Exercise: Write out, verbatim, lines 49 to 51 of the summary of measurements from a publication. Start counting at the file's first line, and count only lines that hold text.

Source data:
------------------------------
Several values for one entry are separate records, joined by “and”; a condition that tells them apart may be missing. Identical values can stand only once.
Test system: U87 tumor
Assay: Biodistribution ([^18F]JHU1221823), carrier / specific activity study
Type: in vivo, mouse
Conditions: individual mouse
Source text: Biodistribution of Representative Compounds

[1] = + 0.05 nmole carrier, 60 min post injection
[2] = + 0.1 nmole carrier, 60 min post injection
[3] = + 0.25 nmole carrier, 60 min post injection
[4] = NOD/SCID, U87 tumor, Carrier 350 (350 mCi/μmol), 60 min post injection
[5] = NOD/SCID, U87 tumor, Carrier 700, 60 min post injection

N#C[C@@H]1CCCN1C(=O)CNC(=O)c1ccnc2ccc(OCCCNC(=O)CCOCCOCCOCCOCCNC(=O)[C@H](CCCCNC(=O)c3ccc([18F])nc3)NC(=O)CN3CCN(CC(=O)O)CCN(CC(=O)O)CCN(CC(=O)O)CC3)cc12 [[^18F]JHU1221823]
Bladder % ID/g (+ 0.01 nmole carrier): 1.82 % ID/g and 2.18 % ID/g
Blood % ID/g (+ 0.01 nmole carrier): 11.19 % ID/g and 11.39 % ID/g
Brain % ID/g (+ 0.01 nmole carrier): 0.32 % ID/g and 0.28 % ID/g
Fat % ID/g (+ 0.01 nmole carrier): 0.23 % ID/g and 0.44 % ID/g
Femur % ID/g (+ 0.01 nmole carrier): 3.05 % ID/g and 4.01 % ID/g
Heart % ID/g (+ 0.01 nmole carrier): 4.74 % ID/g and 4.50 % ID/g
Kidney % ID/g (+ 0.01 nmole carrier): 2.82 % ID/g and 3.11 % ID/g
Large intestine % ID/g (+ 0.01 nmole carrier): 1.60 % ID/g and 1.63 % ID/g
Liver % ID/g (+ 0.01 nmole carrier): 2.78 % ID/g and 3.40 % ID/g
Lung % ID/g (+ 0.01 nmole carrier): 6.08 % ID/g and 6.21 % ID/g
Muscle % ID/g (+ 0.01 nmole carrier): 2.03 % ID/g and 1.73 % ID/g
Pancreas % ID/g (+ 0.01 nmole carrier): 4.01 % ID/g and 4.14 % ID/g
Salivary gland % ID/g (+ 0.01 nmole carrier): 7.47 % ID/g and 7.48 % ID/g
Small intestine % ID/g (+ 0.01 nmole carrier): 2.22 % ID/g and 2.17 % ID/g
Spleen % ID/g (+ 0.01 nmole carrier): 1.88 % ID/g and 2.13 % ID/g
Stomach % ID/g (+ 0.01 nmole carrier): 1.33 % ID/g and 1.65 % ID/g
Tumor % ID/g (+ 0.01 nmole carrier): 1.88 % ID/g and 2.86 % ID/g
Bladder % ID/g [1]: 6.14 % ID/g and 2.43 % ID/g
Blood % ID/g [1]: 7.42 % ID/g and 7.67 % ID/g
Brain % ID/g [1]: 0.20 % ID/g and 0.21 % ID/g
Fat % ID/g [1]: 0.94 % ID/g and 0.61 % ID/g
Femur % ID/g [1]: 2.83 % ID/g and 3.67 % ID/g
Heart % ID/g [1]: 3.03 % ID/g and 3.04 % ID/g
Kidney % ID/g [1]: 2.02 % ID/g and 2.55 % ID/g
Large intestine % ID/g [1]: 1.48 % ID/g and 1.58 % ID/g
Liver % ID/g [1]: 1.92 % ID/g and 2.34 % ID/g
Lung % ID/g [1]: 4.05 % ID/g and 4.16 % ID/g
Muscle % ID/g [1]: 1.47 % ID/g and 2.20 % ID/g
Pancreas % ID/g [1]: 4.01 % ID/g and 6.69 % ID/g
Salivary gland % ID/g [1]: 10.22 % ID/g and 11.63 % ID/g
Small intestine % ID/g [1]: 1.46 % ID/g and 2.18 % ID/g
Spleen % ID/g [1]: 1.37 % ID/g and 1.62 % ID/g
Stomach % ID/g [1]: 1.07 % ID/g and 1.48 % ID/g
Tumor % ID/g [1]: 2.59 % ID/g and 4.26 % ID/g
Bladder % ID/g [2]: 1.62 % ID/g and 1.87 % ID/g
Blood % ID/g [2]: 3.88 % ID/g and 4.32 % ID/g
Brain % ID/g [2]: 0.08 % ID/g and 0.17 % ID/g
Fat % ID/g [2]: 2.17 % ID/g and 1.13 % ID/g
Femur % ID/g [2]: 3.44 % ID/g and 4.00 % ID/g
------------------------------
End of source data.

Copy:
Brain % ID/g [2]: 0.08 % ID/g and 0.17 % ID/g
Fat % ID/g [2]: 2.17 % ID/g and 1.13 % ID/g
Femur % ID/g [2]: 3.44 % ID/g and 4.00 % ID/g